This must now be beaten up to a frothy mass. Earthenware pots are manufactured and sold for this purpose, and consist of jars with closely fitting covers, and from the sides of which spikes stick out in considerable numbers for the purpose of breaking the body of albumen in the most perfect manner possible. The albumen having been put into such a jar, simple shaking suffices to convert it into froth in a brief space of time. Where such a vessel cannot be obtained, put it into any convenient dish, and by means of a wooden fork or a bunch of quills, whip up into a dense froth. This is allowed to stand undisturbed, and after a few hours it subsides into a clear liquid, which must be carefully decanted into a flat dish, of sufficient size to hold the sheet to be albumenised. In this operation it is of importance that no air bubbles be allowed to be formed. The paper is now arranged alongside, and the face of each sheet is placed in each a position as to ensure no mistake in coating it with the albumen. Each sheet of photographic paper has a right side and a wrong side; and it requires only the exercise of observation and common sense to distinguish between them. The sheet, being held by two opposite corners, and bent into a curve, is to be laid down upon the albumen. The centre of the sheet comes first into contact with the fluid; after which, first one side and then the other is lowered down. In this operation care must be Taken to avoid air-bubbles, and this is not at all difficult to do when the most ordinary care is taken. The paper, after being allowed to remain for one or two minutes, is lifted up, and dried. The drying should be affected as speedy as possible, either by means of a hot fire or by heat otherwise applied, for on the rapidity of the drying depends, to a great extent, the beauty and brilliancy of the surface.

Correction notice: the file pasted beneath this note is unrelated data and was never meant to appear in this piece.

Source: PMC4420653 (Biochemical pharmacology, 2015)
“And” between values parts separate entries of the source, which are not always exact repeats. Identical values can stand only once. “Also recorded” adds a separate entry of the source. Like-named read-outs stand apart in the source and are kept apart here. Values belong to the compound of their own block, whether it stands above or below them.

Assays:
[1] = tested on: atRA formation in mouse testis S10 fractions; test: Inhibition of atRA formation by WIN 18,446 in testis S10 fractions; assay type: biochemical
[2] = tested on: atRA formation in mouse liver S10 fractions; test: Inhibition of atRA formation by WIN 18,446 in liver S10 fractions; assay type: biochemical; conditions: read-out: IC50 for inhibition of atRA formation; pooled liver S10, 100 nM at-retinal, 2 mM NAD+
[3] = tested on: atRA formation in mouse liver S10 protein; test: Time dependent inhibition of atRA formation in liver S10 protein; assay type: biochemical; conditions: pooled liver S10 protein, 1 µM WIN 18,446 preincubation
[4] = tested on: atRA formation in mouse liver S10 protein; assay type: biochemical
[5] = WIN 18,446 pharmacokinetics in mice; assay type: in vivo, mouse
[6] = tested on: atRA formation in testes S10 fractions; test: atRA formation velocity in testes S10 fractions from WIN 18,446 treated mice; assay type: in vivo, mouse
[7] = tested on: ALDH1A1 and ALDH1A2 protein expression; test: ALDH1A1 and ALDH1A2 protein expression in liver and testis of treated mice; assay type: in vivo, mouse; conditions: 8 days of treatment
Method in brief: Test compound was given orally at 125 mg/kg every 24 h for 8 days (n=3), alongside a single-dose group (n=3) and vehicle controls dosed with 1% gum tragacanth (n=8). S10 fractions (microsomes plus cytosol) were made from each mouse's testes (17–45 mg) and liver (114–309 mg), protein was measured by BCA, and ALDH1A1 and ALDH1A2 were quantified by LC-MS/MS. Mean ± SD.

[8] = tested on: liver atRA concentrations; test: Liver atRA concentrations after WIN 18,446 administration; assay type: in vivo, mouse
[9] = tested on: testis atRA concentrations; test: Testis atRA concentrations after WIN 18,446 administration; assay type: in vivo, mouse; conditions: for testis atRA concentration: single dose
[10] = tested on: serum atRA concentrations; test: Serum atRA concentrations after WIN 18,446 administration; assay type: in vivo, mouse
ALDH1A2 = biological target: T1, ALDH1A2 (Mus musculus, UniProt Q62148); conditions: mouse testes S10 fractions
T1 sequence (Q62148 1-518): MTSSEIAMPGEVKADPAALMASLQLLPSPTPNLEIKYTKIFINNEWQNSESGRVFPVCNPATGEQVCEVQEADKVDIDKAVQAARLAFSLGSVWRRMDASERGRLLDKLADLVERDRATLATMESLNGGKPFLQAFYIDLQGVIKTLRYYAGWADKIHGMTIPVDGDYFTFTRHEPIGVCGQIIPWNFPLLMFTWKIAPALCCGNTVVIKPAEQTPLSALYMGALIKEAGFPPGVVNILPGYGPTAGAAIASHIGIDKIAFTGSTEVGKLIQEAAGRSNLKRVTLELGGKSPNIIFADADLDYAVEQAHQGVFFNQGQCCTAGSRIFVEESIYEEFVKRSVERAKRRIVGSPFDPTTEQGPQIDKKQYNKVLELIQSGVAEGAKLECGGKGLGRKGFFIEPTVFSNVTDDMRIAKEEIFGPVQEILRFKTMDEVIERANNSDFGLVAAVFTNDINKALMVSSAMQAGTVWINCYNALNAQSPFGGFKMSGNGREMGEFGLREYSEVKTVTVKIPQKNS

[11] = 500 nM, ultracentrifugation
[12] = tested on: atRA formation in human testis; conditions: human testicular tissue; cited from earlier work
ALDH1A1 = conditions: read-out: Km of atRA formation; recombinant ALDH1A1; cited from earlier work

The paper so prepared will keep good for a long time, and when about to be used must be rendered sensitive. In former times a somewhat strong solution of nitrate of silver (from sixty to one hundred grains in each ounce of water) was employed; but upwards of two years ago, Mr. Coleman Sellers--the talented American correspondent of this journal--in a paper devoted to the discussion of this subject, stated that a solution very much weaker than that hitherto employed would produce equally good results, provided such a substance as nitrate of ammonia were added to it. And since that time the subject has been pretty fully discussed by photographic writers, some of whom have recommended a silver bath as weak as twenty grains to the ounce, with a large admixture of nitrate of soda. The mass of evidence, on the whole, seems at present to preponderate in favour of a bath much stronger. Make, then, a quantity of the following solution:

Nitrate of silver 60 grains.
Distilled water 1 ounce.

Filter and pour into a flat dish, and in this float--prepared side downwards--a sheet of albumenised paper, the same precautions being observed here as when coating it with albumen. Allow it to remain on the bath for from three to five minutes, after which remove and hang up to dry. For this purpose a rail may be provided with a suitable arrangement for catching the drippings. It is not a bad plan to have a string stretched across the room, each sheet on being prepared suspended by one corner by means of an American clip, a dish being placed: underneath. When the second sheet is ready, the first is pushed farther along the string and the other made to take its place over the dish, in turn giving place to the third sheet, and so on. When quite dry it should be put away into a dark place, or between the leaves of a portfolio, until convenient to use it. It is desirable that it be used as soon as possible after being excited. As it is liable to undergo decomposition, a few drops of acetic acid added to the silver bath enables it to keep good for a few days in a dry place; but in all cases use it as soon after preparation as possible.